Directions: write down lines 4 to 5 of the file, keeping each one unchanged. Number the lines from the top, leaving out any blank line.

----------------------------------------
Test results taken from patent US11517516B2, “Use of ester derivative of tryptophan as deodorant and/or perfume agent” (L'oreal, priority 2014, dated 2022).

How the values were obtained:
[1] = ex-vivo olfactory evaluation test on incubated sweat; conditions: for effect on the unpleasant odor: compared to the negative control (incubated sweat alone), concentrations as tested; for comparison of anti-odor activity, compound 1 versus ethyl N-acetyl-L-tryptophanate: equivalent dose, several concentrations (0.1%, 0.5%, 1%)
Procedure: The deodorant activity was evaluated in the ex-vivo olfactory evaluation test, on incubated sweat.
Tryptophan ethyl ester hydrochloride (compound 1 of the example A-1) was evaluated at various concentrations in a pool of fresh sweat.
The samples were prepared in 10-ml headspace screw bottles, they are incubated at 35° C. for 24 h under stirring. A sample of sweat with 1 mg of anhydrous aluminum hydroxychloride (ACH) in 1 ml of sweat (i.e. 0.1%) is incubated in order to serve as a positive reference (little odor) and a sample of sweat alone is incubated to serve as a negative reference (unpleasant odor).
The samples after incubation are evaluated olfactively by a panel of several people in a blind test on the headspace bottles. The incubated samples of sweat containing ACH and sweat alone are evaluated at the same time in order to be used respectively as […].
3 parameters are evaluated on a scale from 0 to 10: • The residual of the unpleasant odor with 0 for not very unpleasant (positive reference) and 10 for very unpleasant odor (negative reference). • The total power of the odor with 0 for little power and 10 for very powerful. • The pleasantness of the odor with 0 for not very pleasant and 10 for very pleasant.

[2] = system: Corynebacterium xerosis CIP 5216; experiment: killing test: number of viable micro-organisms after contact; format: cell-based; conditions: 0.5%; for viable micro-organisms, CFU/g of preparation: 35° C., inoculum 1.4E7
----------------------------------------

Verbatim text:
Procedure: The deodorant activity was evaluated in the ex-vivo olfactory evaluation test, on incubated sweat.
Tryptophan ethyl ester hydrochloride (compound 1 of the example A-1) was evaluated at various concentrations in a pool of fresh sweat.